Summer is here, and guess what? So are drain flies!
A common nuisance in both residential and commercial settings, the drain fly, also known as sewer flies, can quickly ruin your summer joy.
There are a few reasons drains flies appear more often in the summer months. This includes expansion of breeding sites, additional food sources, better temperature and humidity and increased water sources. All of these elements create ideal conditions for infestation.
During summer, drain flies can breed outdoors in low, wet areas like air conditioning drain sites or clogged gutters, entering homes through open doors or windows. If you’ve looked high and low, and still cannot identify the source of infestation, check those areas, along with your potted plants.
The key to managing drain flies is thorough cleaning of these potential breeding sites.
Why Does the Drain Fly Population Increase in Summer?
Expansion of Breeding Sites
Summer weather contributes to quicker accumulation of stagnant water and organic material, creating more breeding grounds for drain flies. From floor drains and storm drains to plant pots, the increased number of potential habitats boosts the drain fly population.
It doesn’t take much for them to start breeding. They can lay up to 100 eggs which hatch in less than two days! This is why it’s easy for an infestation to get out of control quickly.
Adults are not strong flyers, and do more a flying “hop”. Tracking them down is easy, but that’s only half the battle.
Proliferation of Food Sources
Drain flies feed on organic material. The bustling summer activity in kitchens and outdoor areas results in more food residues and decomposing matter, which become abundant food sources for these insects. This surplus of food and the accelerated decomposition caused by the warm weather support the growth of the drain fly population.
Favorable Temperature and Humidity
The life cycle of drain flies thrives in warm and humid conditions, characteristics of the summer months. These conditions enable drain fly eggs to hatch quicker, the larvae to grow faster, and eventually transform into adult flies at an increased pace. This faster breeding leads to a higher number of drain flies.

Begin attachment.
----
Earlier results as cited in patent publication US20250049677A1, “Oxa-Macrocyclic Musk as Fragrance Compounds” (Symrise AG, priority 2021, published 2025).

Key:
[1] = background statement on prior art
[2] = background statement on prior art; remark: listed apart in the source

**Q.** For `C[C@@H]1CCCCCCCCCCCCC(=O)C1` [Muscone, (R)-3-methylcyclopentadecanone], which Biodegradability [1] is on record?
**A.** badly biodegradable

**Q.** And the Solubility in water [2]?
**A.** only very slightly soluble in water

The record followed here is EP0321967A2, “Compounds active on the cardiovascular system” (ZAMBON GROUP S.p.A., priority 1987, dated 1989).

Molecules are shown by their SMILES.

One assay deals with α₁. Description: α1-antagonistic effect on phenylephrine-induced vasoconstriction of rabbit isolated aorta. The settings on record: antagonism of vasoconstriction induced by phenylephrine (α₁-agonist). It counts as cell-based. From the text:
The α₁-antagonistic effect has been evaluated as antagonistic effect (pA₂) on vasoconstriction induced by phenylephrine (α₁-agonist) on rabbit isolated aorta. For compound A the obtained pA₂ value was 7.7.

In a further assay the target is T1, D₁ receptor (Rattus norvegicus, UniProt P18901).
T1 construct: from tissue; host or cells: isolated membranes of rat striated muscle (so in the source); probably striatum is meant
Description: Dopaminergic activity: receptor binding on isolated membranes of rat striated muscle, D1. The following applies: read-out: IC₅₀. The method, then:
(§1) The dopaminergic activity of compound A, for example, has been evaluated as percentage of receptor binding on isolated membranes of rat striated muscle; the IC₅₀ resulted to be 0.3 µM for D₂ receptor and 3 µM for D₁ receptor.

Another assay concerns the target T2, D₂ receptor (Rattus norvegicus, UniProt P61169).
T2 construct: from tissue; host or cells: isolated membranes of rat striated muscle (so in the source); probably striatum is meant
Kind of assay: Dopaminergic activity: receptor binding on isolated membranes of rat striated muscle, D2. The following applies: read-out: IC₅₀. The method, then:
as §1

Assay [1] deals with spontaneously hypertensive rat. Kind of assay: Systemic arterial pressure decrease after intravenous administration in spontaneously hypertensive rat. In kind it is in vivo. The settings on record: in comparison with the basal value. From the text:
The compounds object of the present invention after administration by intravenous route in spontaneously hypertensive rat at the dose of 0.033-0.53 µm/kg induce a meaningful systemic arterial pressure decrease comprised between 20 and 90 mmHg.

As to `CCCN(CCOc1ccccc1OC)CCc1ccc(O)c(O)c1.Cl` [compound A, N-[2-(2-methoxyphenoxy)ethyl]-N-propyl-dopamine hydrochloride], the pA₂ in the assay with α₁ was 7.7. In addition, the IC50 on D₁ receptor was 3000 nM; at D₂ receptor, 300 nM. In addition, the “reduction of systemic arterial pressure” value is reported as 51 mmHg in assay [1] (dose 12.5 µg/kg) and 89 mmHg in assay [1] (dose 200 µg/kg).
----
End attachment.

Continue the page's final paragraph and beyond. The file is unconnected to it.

Increased Water Sources
Water is a vital survival element for drain flies. During summer, water usage increases due to activities such as plant watering, pool filling, and frequent outdoor gatherings. This heightened water availability offers drain flies more water sources, hence contributing to their larger presence.
How to Treat Drain Flies
Controlling a drain fly infestation involves several steps that target both adult flies and their larvae. Here’s a comprehensive guide on how to get rid of drain flies.
Identify the Source
First, confirm that you’re dealing with drain flies and identify their breeding grounds. Drain flies are tiny, moth-like flies that are usually found near sinks, bathtubs, and other areas with stagnant water. They lay their eggs in the biofilm that forms in these wet areas.
Clean the Drains and Pipes
Once you’ve identified the infested drains, clean them thoroughly. Use a long, stiff pipe brush or a plumber’s snake to scrub away the organic material that forms in the drain. This biofilm is where the drain fly larvae live and feed. Removing and preventing buildup is key to eliminating breeding grounds. Removing adults (the flies you see) will not solve the issue alone!
If you have a slow drain or complete blockage, you may need the services of a plumber. This also applies if you suspect a sewer line break under you home.
After physically cleaning the drains, use a drain cleaner to ensure all the organic matter is removed. You can use chemical-based drain cleaners, or go for eco-friendly alternatives such as a mixture of baking soda and vinegar followed by boiling water.
Regular Drain Maintenance
Finally, make drain maintenance part of your regular cleaning routine. This means not only cleaning the surface of your drains but giving them a good, deep clean every so often to ensure no organic matter is building up inside.
Make sure to also check your sump pit or basement for fly activity.
As summer rolls in, so do drain flies, turning up uninvited in our homes and businesses. Thanks to the warmer weather, breeding sites for these pests multiply, organic food sources become abundant, and the humid conditions speed up their life cycle.
Meanwhile, our increased water usage provides just the kind of environment these bugs love. But there’s a strategy to tackle this issue: identify the source, usually near stagnant water, clean the drains thoroughly to destroy their breeding grounds, use drain cleaners like Invade Bio Drain or Green Gobbler to get rid of organic matter, and finally, keep up with regular drain maintenance. (Drano can also work.)
By maintaining clean and dry conditions, you can keep your home drain fly-free this summer.